Big Ben era
LATROBE, Pa. -- The Future, you might say, has come to pass for the Pittsburgh Steelers.
On the Steelers' training camp practice field Wednesday morning at St. Vincent College, rookie quarterback Ben Roethlisberger showed up wearing a No. 7 jersey on his back and a franchise's hopes and dreams on his broad shoulders.
Freshly signed and thrown right into things on the fifth day of Pittsburgh's preseason workouts, the Steelers' highest drafted quarterback in 34 years had the relieved look of a guy whose first big contract negotiation is behind him and his best days still ahead.
That's the plan at least in Pittsburgh, where the future may not be now, but you can certainly see it from here.
"It's quite an honor to be considered the future, but I haven't deserved it yet in my opinion,'' Roethlisberger said Wednesday, 15 minutes or so after putting the finishing touches on his first practice as the team's heir apparent quarterback. "My goal is to earn that title.''
For now, of course, veteran Tommy Maddox remains the present at quarterback for the Steelers. But Roethlisberger, the 11th overall pick out of Miami of Ohio, already has earned the largest signing bonus in franchise history, a cool $9 million that serves as the centerpiece of the six-year, $14.26 million deal (with maximum value of $40 million) he signed Tuesday. With that kind of money involved, opportunity is guaranteed to follow.
While it's not quite Big Ben's time in Pittsburgh, everywhere you looked Wednesday at Steelers camp there was a certain beginning of an era feel to things. The team's starting receivers, Hines Ward and Plaxico Burress, talked excitedly about forming a working relationship with their new quarterback, and all eyes seemed glued on Roethlisberger for any early sign of greatness.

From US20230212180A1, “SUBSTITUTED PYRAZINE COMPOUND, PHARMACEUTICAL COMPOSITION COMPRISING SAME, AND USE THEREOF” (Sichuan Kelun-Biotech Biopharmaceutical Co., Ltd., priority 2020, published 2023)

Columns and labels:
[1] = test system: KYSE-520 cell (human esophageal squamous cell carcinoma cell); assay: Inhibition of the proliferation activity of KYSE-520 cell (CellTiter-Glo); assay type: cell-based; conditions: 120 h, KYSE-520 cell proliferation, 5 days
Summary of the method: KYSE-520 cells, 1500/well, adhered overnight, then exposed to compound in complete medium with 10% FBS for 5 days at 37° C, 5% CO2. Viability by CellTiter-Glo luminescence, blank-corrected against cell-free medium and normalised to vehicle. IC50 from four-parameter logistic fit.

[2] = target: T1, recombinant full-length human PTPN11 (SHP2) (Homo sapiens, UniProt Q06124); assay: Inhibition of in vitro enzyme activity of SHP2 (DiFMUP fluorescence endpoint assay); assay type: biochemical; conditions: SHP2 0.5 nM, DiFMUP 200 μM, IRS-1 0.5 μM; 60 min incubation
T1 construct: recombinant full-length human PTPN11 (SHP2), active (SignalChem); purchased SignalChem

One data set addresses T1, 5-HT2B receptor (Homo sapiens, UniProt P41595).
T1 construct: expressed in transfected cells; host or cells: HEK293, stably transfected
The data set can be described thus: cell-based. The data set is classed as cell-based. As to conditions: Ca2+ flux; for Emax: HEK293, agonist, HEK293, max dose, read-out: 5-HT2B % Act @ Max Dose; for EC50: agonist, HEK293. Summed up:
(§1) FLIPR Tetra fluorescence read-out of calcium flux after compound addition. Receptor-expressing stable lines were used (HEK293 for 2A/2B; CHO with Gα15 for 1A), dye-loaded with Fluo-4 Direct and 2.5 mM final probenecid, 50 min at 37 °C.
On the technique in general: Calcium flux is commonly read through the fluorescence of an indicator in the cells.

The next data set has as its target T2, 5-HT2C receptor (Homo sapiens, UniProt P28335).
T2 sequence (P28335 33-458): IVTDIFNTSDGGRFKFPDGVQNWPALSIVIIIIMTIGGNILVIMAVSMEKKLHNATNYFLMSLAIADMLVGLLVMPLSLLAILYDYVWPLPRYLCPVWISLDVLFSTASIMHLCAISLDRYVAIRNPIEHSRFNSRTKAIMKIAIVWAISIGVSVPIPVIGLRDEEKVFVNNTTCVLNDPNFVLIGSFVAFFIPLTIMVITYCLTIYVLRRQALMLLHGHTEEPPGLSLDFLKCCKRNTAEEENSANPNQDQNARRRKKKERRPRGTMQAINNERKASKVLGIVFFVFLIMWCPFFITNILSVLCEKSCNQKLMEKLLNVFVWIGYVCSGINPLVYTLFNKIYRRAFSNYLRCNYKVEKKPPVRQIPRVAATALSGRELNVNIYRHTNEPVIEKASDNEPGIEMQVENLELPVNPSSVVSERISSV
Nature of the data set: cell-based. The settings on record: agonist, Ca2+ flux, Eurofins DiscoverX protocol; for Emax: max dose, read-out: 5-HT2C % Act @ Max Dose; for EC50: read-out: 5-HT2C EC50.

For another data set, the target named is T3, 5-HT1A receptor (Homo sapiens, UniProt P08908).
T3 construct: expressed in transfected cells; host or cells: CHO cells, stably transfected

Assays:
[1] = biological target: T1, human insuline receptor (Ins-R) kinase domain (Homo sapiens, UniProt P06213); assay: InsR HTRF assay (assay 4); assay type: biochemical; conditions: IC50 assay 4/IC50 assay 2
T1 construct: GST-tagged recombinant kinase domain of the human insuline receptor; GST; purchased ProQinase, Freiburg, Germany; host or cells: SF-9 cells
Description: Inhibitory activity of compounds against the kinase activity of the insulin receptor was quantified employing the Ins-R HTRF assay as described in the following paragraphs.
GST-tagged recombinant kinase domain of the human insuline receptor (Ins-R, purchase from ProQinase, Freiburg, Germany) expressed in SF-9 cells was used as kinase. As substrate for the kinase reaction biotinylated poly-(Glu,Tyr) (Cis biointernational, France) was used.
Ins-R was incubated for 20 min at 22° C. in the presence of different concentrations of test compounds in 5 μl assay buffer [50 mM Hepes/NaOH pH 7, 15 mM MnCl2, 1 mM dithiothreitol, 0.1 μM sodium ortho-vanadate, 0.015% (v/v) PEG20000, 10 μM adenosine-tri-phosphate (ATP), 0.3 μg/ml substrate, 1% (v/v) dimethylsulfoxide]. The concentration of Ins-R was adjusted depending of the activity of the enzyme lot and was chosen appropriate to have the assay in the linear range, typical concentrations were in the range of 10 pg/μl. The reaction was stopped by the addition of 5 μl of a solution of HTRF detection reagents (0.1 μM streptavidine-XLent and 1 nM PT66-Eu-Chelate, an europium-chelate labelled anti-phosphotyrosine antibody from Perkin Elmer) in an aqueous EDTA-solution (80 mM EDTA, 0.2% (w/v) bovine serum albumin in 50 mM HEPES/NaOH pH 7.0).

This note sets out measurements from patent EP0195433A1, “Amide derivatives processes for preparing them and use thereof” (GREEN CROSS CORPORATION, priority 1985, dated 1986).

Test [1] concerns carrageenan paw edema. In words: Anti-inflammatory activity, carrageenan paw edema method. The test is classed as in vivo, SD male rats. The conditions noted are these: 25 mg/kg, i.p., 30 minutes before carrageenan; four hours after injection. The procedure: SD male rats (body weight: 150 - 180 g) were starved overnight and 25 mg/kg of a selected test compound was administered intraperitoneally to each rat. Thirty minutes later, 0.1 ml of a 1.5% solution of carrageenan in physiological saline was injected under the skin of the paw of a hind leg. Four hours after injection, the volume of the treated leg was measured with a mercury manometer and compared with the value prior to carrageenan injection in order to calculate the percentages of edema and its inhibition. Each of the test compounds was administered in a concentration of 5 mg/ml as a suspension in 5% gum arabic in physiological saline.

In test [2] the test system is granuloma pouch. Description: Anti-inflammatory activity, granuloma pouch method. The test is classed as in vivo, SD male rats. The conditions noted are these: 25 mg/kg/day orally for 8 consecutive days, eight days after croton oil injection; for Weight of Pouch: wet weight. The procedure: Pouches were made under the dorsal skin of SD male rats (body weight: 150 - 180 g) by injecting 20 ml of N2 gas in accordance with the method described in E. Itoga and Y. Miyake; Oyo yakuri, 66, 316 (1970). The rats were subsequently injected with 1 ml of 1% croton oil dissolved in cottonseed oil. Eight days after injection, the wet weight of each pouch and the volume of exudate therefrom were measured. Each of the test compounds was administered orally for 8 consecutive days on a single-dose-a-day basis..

"He's definitely not afraid to stick it in there,'' Burress said. "He's going to throw the ball in traffic. He has a lot of confidence in his arm. But if I was that big, I'd have that much confidence too. We're all anxious to see how it's going to work out. The world's definitely going to get to see what he's got.''
But first things first. In Pittsburgh this season, the expectation is that Roethlisberger will serve an apprenticeship of sorts, watching and waiting while Maddox handles the task of trying to get the Steelers back into the playoffs after the disappointment of last season's slide to 6-10. You might see the rookie slipped into the fourth quarter of a lopsided game or two, just to get him some work, but barring injuries at the quarterback position, the fate of the 2004 Steelers largely rests in Maddox's hands.
The Steelers' blueprint for Roethlisberger is the Carson Palmer scenario in Cincinnati, where the Bengals last season kept their prized No. 1 overall pick on the bench, before declaring him this year's starter this spring without so much of a shot of competition being fired between him and veteran incumbent Jon Kitna.
We know what you're thinking. First off, when was the last time a Bengals quarterback situation was used as a road map to success for any other team? And secondly, we won't know how the Palmer experiment really turned outuntil he plays this season, will we?
It helps of course that Roethlisberger is fully on board with the Steelers' approach, even if it means 16 weeks of highly paid clipboard toting this year.